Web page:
AUGUSTA, Maine — The Maine Childrens’ Alliance has released its first report focusing specifically on the mental health issues facing Maine kids, and the 60-page report gives the state mixed reviews for tackling the issues.
“This report, like our Kids Count reports in the past, has a combination of good news and not-so-good news,” said Alliance President Dean Crocker at a State House news conference.
He said a major failure is the lack of screening for mental health and learning disabilities at an early age. He said only 22 percent of Maine kids are being screened before starting school, according to census data.
“That’s a substantial problem because research has told us that our investments in the first two years, our intervention at that point is the most critical,” he said. “It’s when we get the biggest bang for the buck, and for too many kids we are missing it.”
Crocker said in the last school year, 812 children were first identified as needing special services when they started school. There were already 875 children receiving services through Children’s Development Services, a division of the Maine Department of Education, when they started school.
“This report is a landmark,” said First Lady Karen Baldacci, chairwoman of the Governor’s Children’s Cabinet. “It will have a lasting value in guiding Maine policy makers and keeping the focus of our efforts where it belongs, which is on the success and well being of each and every child that lives in Maine.”
She said there are an increasing number of communities in the state offering early childhood programs that are providing screening and help. She said the new Educare center in Waterville is also an example of looking at a child’s needs holistically.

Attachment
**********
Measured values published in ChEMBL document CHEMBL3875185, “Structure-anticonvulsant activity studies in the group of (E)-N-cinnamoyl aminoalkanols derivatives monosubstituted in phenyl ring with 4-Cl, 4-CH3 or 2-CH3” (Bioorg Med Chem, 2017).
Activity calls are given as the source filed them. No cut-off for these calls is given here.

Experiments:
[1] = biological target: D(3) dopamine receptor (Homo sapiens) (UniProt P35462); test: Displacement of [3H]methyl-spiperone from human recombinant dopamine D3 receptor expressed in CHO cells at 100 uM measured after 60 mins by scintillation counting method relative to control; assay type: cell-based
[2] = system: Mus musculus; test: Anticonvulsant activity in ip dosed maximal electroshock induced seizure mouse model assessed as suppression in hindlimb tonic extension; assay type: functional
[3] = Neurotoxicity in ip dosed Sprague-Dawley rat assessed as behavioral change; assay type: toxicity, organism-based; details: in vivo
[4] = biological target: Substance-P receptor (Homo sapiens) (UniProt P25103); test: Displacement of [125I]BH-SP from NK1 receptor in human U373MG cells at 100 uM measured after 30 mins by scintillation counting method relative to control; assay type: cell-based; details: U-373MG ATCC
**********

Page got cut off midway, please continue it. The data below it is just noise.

Department of Health and Human Services Commissioner Brenda Harvey said the early investment in kids should save taxpayers money in the long run, not cost more.
“We have been working with a number of practitioners, physicians, around giving them tools for screening for autism and the autism spectrum disorders,” she said in an interview. “This is not a new cost to the state; this is using what we have differently.”
Harvey said the research across department lines developing data about what works for kids and what is not working is crucial to providing needed services. She said the state cannot afford to fund programs that do not work.
“Assessing early, intervening early, there are many, many children that will not need the kind of services we are delivering today in their middle years,” she said. “All of what we are doing, over time, will reduce our costs.”
Part of the cost of the report was funded by the Maine Health Access Foundation. Vice President Barbara Leonard said the foundation is funding several projects to help integrate mental health needs into the traditional health care system.
“Integrating mental health and behavioral health services with broader health and social services is an absolute imperative,” she said. “A key element of making this work is actually linking the data systems so that the mental health and other data can be integrated to paint a complete picture.”
She said the report is a first step to establish a common set of indicators for children’s mental health to measure how the state is doing and what needs to be done better.
The study not only addressed young children, but kids through their teen years. Crocker said there is good news in that the state has fewer children in its care than five years ago and that more of the foster care placements that are made are with relatives of the child. He said another good news item is that there are fewer juveniles being jailed.
The report also notes there is a clear connection between both substance abuse and mental health problems and child abuse and mental health issues. The child abuse data indicate that nearly 60 percent of the substantiated cases of child abuse included a previous report of abuse or neglect.
“The studies are all clear, that the best cure is to not let our kids get into the child welfare system in the first place,” Crocker said. “Early intervention works.”